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The Tazers: An old-school sound with a modern day mentality

“One of these days I’m gonna punch you straight in the face,” says lead singer and guitarist Jethro Lock to bandmate and bassist Guido Assmann. “Ja, ja I’ve been hearing that once a week for I don’t know how long now,” Guido shoots back. Next to them, drummer Tim Edwards shakes his head and laughs.

It’s just reached 2pm on a Saturday afternoon and The Tazers, now finishing off the last of a stiff vodka-orange juice mix, are taking a break in Newtown’s Mary Fitzgerald Square. 

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The first half of the day saw the psych rock ‘n roll band kicking up endless amounts of dust in a vast and derelict building just around the corner. It was a curious space, mottled with graffiti, rubble, overgrown weeds, tattered clothing and the various other effects that come with Jo’burg’s forgotten spaces.

The Tazers were right at home – cracking jokes, laughing at the repeated occurrence of the word ‘dick’ throughout the building, and tossing debris off the rooftops as they moved about the space for the themed photoshoot. “I love that sound,” Tim enthuses as a sizeable chunk of concrete lands with a dull thud on the earth four stories below.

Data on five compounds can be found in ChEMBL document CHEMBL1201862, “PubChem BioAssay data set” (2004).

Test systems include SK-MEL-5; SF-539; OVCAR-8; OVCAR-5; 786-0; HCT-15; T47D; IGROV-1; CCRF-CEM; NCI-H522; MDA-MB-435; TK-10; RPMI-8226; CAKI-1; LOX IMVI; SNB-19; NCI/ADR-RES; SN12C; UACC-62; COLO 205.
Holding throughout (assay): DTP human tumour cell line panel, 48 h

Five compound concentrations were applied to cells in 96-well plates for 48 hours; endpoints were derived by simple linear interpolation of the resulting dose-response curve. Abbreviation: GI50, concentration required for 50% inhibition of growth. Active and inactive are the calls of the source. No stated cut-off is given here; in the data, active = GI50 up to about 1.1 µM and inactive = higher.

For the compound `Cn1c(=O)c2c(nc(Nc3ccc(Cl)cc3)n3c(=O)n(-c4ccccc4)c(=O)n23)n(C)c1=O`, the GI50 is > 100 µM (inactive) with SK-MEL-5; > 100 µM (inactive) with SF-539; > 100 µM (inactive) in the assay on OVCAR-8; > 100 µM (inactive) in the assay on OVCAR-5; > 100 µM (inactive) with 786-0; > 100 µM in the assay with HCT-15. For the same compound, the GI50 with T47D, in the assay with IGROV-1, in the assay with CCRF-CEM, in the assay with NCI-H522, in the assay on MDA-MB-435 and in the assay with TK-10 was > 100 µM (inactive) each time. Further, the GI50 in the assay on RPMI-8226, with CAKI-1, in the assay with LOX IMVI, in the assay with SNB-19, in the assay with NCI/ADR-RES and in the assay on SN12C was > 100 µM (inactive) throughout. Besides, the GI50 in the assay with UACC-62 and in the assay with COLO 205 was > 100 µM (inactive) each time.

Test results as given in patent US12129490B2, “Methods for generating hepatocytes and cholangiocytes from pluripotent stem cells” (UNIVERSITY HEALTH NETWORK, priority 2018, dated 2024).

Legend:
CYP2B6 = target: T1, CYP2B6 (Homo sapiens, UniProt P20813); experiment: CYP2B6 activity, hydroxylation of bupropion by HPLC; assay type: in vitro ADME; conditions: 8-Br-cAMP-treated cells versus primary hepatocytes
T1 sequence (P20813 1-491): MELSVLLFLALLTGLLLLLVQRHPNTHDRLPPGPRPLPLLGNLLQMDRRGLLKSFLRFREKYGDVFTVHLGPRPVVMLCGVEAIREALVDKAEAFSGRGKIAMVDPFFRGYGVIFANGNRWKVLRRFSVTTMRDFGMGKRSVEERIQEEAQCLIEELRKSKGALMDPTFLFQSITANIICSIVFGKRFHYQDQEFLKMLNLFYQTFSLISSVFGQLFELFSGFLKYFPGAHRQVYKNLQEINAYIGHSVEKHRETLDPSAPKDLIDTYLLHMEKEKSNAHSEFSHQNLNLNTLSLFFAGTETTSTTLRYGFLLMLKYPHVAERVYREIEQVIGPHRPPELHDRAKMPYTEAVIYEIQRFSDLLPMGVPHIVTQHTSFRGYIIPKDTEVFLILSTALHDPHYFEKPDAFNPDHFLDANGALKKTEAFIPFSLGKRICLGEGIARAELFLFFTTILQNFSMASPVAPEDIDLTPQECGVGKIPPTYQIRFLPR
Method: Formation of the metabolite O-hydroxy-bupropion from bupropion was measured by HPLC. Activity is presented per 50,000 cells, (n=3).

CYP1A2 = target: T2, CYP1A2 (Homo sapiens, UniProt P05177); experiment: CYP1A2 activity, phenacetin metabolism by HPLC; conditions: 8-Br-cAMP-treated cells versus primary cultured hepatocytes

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Back at a recording studio in the quiet, leafy suburbs of Saxonwold, they’re just as comfortable. “You all set for your show tonight?” Guido asks the others as they load equipment into the back of a car. Tim and Jethro have a gig at Goodluck bar later that evening with their other band, Hey!Bang!Dead! and they’ve yet to rehearse. The Tazers are on the lineup too. “Ah I guess so, but I still needa get new sticks. My old one’s are all bust up” says Tim nonchalantly. “You’re such an idiot dude. I told you to buy new ones” Guido groans. 

It’s quite possible to spend an entire day with a band like The Tazers, without saying a single word, and still manage to come out thoroughly entertained. They’re a tight-knit group of friends and bandmates, poking fun at one another whenever they’re given the opportunity, but when the need arises, getting straight down to business. Business of course, being the trio’s unique brand of raw, howling psychedelic rock ‘n roll that’s swiftly taken to stages in nearly every city and small town across the country.